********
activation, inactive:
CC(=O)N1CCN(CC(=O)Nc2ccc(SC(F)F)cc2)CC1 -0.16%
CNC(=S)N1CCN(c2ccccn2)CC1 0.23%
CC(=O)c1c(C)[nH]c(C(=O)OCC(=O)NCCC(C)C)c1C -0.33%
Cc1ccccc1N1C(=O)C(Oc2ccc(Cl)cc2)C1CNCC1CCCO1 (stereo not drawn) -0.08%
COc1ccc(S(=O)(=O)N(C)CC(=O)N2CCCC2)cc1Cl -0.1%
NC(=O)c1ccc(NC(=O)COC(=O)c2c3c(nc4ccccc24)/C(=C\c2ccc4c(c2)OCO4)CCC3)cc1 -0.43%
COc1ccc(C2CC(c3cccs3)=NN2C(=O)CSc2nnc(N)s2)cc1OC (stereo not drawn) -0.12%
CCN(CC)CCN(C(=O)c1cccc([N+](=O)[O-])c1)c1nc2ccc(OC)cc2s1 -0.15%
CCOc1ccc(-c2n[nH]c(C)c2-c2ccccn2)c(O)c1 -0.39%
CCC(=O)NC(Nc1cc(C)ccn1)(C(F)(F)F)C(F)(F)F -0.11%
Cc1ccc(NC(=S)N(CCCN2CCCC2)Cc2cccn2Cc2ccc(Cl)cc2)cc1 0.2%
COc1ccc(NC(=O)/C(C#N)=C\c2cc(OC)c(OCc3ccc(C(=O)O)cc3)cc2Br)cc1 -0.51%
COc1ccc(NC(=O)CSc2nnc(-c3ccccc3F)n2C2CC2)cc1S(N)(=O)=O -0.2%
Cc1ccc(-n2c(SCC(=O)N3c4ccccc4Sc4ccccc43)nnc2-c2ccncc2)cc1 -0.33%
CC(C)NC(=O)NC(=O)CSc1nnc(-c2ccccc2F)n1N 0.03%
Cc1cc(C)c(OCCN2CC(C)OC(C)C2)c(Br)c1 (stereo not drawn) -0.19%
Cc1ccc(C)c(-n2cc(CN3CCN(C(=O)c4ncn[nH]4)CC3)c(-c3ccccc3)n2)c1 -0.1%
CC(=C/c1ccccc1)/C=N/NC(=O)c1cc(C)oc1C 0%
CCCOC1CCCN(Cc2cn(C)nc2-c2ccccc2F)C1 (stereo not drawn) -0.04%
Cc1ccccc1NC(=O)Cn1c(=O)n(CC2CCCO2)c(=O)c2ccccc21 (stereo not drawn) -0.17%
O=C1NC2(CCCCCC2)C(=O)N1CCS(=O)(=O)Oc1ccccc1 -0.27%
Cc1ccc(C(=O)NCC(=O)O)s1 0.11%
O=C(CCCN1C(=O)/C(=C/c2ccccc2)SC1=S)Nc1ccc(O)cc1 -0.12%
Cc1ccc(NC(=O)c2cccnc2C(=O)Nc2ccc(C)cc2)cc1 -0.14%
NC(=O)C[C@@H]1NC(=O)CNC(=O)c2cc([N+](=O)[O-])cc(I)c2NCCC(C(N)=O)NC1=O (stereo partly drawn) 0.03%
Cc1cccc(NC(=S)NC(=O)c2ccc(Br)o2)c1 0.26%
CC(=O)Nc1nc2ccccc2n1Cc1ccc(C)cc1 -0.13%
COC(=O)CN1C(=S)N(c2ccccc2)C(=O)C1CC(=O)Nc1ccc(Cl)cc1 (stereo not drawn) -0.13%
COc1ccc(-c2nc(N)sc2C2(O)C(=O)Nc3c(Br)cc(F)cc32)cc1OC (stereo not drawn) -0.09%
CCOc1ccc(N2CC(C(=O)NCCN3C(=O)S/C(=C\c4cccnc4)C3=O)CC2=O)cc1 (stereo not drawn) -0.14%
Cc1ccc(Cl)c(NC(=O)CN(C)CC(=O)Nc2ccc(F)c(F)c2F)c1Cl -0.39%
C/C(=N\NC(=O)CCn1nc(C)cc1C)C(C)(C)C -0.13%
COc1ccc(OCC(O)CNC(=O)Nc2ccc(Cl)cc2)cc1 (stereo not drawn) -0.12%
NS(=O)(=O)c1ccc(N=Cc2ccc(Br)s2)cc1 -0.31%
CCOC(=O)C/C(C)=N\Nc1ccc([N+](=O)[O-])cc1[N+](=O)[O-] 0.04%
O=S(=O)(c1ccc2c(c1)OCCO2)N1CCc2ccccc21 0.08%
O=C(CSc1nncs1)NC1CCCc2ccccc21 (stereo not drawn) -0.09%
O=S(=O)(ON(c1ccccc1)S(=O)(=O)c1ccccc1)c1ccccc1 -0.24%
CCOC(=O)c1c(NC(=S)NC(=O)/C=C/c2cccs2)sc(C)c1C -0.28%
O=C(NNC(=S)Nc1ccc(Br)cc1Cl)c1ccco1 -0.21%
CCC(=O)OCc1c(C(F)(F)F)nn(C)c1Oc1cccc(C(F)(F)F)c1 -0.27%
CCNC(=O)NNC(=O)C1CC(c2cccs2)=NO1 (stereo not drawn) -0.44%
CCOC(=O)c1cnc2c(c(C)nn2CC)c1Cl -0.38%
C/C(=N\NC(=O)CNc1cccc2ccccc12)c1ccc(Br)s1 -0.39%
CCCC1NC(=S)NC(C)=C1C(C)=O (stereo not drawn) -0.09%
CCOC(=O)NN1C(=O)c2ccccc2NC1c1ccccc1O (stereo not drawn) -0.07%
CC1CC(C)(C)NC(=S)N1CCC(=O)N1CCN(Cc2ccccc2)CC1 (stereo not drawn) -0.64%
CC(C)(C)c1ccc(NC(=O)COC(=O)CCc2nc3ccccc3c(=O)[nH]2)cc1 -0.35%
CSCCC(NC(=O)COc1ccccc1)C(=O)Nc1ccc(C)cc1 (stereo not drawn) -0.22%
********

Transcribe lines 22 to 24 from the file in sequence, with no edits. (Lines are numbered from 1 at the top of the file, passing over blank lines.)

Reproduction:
O=C1NC2(CCCCCC2)C(=O)N1CCS(=O)(=O)Oc1ccccc1 -0.27%
Cc1ccc(C(=O)NCC(=O)O)s1 0.11%
O=C(CCCN1C(=O)/C(=C/c2ccccc2)SC1=S)Nc1ccc(O)cc1 -0.12%